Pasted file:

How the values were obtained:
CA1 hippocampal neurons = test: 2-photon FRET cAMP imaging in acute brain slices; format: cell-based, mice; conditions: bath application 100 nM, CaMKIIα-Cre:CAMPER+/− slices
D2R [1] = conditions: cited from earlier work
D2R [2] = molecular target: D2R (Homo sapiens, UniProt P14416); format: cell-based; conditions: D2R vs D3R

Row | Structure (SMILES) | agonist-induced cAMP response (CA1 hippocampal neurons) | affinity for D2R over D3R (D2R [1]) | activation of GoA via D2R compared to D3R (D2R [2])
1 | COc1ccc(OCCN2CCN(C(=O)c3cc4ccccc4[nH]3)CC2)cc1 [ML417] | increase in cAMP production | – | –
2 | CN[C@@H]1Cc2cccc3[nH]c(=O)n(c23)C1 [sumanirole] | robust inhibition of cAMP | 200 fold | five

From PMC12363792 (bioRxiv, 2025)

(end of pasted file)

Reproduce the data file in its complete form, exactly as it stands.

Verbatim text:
How the values were obtained:
CA1 hippocampal neurons = test: 2-photon FRET cAMP imaging in acute brain slices; format: cell-based, mice; conditions: bath application 100 nM, CaMKIIα-Cre:CAMPER+/− slices
D2R [1] = conditions: cited from earlier work
D2R [2] = molecular target: D2R (Homo sapiens, UniProt P14416); format: cell-based; conditions: D2R vs D3R

Row | Structure (SMILES) | agonist-induced cAMP response (CA1 hippocampal neurons) | affinity for D2R over D3R (D2R [1]) | activation of GoA via D2R compared to D3R (D2R [2])
1 | COc1ccc(OCCN2CCN(C(=O)c3cc4ccccc4[nH]3)CC2)cc1 [ML417] | increase in cAMP production | – | –
2 | CN[C@@H]1Cc2cccc3[nH]c(=O)n(c23)C1 [sumanirole] | robust inhibition of cAMP | 200 fold | five

From PMC12363792 (bioRxiv, 2025)